2. Video Games Tax Relief (VGTR) was introduced in 2014 and was originally estimated to cost £35m a year. At the time it was established the purpose of the relief was to to support the production of culturally British games. Much was made of the fact that 95 per cent of UK video games developers are SMEs.[8]
  3. Since its introduction costs have spiralled, with VGTR costing over £100m a year for the past four years. In 2019-2020 there were 350 claims for a total of £121m.[9] The cost of VGTR continues to rise, though the majority of the money is not going to SMEs, but to large multinational companies, some of which are involved in aggressive profit shifting.
  4. By 2018, close to half of all relief was claimed by just four companies – all of which were subsidiaries of large multinational groups headquartered outside the UK.[10] In 2018-19 there were 350 VGTR claims for a total of £104m, with £37.6m (36%) alone going to the developers of Grand Theft Auto V, Rockstar North. In fact, since VGTR was introduced in 2014 our research has found that one quarter of all relief granted under the scheme has gone to Rockstar North.
  5. In 208-19, of the 350 VGTR claims in this period, 315 of them were for less than £1m, for a total of £30m. This makes Rockstar North’s 2018-19 tax credit claim worth more than the value of all of these 315 sub £1m claims combined. There were 29 claims (excluding Rockstar) of over £1m, totalling £35.4m.
  6. To access funding developers are required to gain certification from the British Film Institute that their game is “culturally British”. In a European Commission ruling on VGTR, it was stated that “the incentive objectives of the fund would be to make cultural products that are likely to be uneconomical, commercially viable, thereby promoting the production of new cultural products that would not have been made in the absence of the tax relief”.[11]
  7. However, despite this intention, our research found that many of the games claiming VGTR were parts of long running franchises, worth hundreds of millions, if not billions of pounds, including Batman, Halo, and Mortal Kombat. These highly profitable games would clearly have been produced without the need for subsidy.
  8. Furthermore, our research found that the “cultural test” required to gain certification from the BFI is meaningless, with games able to gain taxpayer funded subsidies even if they are produced overseas, and regardless of their subject matter.[12] In fact practically all that was required was that the writer of the game’s narrative was British, even if the storyline itself concerned entirely non-British cultural references (e.g. Batman).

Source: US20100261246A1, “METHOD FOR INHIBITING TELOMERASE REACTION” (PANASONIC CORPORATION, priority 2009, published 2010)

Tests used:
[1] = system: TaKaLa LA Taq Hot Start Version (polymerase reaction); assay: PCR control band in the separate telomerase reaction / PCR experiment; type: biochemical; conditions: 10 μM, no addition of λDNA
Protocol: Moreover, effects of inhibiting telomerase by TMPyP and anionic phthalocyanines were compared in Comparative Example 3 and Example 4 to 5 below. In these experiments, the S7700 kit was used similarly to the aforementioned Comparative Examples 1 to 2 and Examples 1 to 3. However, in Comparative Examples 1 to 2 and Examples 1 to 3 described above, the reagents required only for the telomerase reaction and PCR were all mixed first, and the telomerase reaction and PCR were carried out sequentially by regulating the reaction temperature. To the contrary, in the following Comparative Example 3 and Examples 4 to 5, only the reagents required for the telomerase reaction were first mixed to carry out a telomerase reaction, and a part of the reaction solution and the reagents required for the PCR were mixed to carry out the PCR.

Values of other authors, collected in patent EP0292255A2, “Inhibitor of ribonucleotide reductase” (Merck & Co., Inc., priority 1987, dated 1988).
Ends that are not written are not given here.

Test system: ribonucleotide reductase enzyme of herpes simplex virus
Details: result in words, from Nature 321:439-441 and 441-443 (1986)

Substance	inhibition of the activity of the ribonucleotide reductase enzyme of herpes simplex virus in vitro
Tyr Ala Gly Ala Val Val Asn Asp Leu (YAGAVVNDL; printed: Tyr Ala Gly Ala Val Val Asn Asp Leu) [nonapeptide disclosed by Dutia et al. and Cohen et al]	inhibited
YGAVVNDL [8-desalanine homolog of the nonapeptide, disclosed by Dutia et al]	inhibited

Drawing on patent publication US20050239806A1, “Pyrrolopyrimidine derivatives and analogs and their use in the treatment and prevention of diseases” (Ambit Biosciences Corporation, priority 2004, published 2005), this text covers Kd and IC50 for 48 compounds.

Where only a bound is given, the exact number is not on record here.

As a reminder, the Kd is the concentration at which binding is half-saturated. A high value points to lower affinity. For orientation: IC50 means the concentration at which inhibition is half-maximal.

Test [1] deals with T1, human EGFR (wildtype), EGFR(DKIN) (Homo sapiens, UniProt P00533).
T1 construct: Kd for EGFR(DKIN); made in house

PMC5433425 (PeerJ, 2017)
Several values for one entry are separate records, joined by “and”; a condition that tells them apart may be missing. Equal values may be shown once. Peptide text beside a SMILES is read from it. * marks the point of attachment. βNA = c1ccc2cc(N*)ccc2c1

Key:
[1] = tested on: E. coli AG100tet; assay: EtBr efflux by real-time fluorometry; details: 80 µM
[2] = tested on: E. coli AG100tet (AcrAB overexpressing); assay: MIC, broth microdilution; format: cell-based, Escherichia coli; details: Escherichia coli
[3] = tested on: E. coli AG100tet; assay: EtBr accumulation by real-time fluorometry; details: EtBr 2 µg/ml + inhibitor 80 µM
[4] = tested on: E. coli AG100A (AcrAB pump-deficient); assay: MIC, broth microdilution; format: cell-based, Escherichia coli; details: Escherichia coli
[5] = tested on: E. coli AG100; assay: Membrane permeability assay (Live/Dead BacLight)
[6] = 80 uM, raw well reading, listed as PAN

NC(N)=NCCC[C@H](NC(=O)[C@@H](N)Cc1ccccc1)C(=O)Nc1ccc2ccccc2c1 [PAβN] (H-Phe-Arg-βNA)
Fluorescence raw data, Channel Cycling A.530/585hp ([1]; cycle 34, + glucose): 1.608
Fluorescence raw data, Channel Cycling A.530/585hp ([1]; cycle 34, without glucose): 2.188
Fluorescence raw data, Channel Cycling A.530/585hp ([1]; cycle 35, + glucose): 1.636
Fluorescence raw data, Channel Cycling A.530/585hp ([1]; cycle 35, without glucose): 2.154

9. Finally, our research in this area has found that companies can combine tax reliefs with tax avoidance in order to gain additional benefits. For example, Grand Theft Auto V is widely known to be the most profitable entertainment product in history, making over $6bn in revenues. Despite this, the UK company responsible for developing the game, Rockstar North, has earned average profits in the region of £1m a year over the last 10 years. Due to the operation of the tax credit system, the low level of profit in the UK, which must be the result of profit shifting, allows the makers of Grand Theft Auto to claim cash back from the government. This outcome is facilitated because the company locates its cost, which attract tax credits, in the UK, whilst putting revenues offshore.
  10. Despite the clear problems that our research into VGTR found, a government evaluation of the relief conducted in 2017 found it was having a positive impact on the industry.[13] However, this review only sought the views of video games developers. The conclusion of the review, that developers found free money to be “positive”, was perhaps unsurprising and suggests that the Treasury needs to take a more rigorous approach to the evaluation of tax reliefs. 

Enforcement

  1. There is increasing evidence that HMRC needs to take a more robust approach to tax fraud.
  2. As a matter of law, HMRC has complete discretion to deal with tax fraud by criminal prosecution or by civil litigation or contract settlement; and in civil litigation it is up to HMRC to decide whether to plead fraud at all, regardless of the facts of the case.
  3. We believe that this means that HMRC does not pursue cases as tax fraud, even when the facts of the case clearly suggest fraud has taken place.
  4. A powerful current example of this is the case currently before the courts concerning General Electric.[14]
  5. In this case HMRC have recently amended their claim in the High Court to allege that GE obtained a substantial tax benefit via fraudulent misrepresentation.